Great Turquoise is the first world. It is neither turquoise or great, but whatever. Basically, it’s Green Hill Zone. You can easily rush your way through to the boss stage, and I only really noticed two things during my dash.

First is that the water in the game is very odd, with weird flickering dots appearing on top of it. Not particularly easy on the eyes. The other is that no matter how many rings you hold, when you get hit you only drop around 5, meaning that the difficulty is a little higher than a Mega-Drive Sonic title. It also robs you of seeing the rings cascading in every direction – personally one of my favourite little touches of the series.

sonic_the_hedgehog_triple_trouble

The Boss for the first set of levels is a flying turtle thing. You start in a pool of water, with the fight eventually reaching ground level. It’s tough to hit the boss in this part as he’s high off screen. You just have to spring up and hope you hit him, instead of the other way round.

After sending him to turtle-robo hell you’ll see Knuckles on top of a cliff. He laughs like a dick (again) and roasts you with a wall of fire. How he set up such a thing I have no idea, especially as it seems to come out of nowhere.

sonic_the_hedgehog_triple_trouble

Sunset Park is the next stage, and is a solid but unspectacular world, full of slightly unfair deaths. Spikes, flying hammer bees and exploding platforms are all frustrating obstacles, but you can scrape your way through eventually.

The boss for this world is an even bigger pain though. Set on a moving train you have limited control of your character and must hit a gun firing directly at you. What’s worse is that you have to start the whole level, which is slow (for a Sonic game) and boring, from the start if you die.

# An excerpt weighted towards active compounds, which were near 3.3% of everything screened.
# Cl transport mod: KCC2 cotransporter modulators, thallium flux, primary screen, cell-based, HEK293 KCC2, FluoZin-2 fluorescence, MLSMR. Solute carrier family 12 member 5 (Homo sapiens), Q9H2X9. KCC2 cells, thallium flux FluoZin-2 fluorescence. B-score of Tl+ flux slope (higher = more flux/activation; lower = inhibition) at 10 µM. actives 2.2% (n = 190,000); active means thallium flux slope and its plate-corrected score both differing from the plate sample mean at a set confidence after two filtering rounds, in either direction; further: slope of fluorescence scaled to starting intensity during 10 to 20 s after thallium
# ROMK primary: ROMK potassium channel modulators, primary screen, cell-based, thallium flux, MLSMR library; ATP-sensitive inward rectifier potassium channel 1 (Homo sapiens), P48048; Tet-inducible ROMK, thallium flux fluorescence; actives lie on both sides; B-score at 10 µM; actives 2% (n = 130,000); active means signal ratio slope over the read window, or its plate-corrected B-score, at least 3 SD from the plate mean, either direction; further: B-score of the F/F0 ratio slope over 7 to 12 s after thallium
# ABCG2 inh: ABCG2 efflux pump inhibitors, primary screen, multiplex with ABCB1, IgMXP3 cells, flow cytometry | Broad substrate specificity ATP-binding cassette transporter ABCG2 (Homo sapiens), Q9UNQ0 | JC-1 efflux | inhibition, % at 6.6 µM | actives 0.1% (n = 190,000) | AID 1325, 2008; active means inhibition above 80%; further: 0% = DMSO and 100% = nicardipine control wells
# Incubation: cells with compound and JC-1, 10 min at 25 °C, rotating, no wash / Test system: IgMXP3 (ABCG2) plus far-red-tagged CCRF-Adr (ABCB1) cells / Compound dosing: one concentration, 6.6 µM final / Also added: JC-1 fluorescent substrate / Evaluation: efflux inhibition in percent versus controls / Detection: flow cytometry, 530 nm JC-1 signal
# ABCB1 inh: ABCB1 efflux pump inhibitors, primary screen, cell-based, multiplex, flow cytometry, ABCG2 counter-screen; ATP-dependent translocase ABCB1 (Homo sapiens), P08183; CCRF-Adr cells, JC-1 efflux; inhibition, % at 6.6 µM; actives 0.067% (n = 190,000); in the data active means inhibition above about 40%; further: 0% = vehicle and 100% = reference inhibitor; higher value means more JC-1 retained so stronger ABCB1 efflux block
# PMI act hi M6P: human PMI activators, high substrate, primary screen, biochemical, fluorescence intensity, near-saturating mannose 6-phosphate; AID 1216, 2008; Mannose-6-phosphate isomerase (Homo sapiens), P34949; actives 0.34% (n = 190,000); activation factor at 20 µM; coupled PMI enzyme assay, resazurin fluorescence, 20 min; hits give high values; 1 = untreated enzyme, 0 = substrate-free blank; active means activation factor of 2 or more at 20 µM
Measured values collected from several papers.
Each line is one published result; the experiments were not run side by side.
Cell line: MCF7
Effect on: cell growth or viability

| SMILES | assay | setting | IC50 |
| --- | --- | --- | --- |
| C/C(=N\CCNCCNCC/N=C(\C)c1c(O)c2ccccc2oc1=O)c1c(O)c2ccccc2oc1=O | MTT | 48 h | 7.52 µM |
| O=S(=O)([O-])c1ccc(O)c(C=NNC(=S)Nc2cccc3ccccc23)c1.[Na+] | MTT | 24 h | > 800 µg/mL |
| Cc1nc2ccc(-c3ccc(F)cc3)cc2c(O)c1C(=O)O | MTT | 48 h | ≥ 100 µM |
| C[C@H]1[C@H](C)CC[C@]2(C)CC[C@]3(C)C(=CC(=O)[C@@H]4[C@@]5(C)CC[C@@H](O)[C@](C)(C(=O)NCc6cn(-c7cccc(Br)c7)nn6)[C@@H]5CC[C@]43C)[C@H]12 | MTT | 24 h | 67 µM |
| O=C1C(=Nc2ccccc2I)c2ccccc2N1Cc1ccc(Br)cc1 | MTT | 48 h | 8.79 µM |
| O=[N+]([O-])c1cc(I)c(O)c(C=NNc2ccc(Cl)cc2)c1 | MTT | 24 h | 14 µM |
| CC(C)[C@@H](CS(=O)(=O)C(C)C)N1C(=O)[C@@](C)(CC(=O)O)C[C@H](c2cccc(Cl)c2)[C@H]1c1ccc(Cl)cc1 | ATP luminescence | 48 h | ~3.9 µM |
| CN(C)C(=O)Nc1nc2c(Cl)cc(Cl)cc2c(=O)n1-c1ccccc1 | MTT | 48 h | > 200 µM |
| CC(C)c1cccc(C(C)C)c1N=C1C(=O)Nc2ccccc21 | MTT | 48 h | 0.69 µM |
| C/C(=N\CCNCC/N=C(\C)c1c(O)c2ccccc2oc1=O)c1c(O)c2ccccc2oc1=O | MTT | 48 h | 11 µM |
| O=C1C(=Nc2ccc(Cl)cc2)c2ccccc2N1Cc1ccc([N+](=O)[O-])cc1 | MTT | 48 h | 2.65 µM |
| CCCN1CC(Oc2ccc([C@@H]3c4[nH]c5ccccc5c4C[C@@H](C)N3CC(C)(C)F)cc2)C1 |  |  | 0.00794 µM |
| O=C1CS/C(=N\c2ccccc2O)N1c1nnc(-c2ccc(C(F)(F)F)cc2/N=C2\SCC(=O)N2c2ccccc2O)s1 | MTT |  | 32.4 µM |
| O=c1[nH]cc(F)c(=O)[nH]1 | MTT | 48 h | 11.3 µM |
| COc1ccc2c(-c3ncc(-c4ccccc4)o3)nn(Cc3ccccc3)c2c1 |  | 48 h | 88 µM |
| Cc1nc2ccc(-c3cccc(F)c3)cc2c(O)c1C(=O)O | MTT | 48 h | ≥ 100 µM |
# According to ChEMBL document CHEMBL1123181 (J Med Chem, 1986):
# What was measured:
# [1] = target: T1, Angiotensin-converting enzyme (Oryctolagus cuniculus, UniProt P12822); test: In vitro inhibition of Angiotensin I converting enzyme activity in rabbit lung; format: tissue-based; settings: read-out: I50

I think i’ve seen enough from those two worlds though. Basically, it’s as I said in the introduction. This is a nice enough portable rendering of Sonic, but it fails to deal with any of the issues that have always been present in the series. Oh and one last thing – Sonic The Hedgehog: Pocket Adventure on Neo-Geo Pocket is much, much better than this.

Duke Nukem

duke nukem

Format- Gameboy Color

Genre- 2D platformer/shooter

Your average Duke enthusiast undoubtedly knows that the blonde haired alien killing machine started his trade in 2D platformers on the PC. They were solid titles, but were pretty much forgotten when Duke Nukem 3D arrived on the scene.

It didn’t signal the end of Duke’s side on escapades though. Duke Nukem on GBC may have been released three years after the 3D Duke, but it admirably still went about reviving much of the ideas and enemies from its 2D ancestors.

duke nukem

Not many seemed to care though, and Duke’s first outing on a Nintendo portable pretty much disappeared without trace, consigned to a mere footnote in history.

I think that’s a shame, as this is an enjoyable enough outing for Mr Nukem. And considering most of the trademark gore, babes and swears of the series are absent here, that’s no mean feat.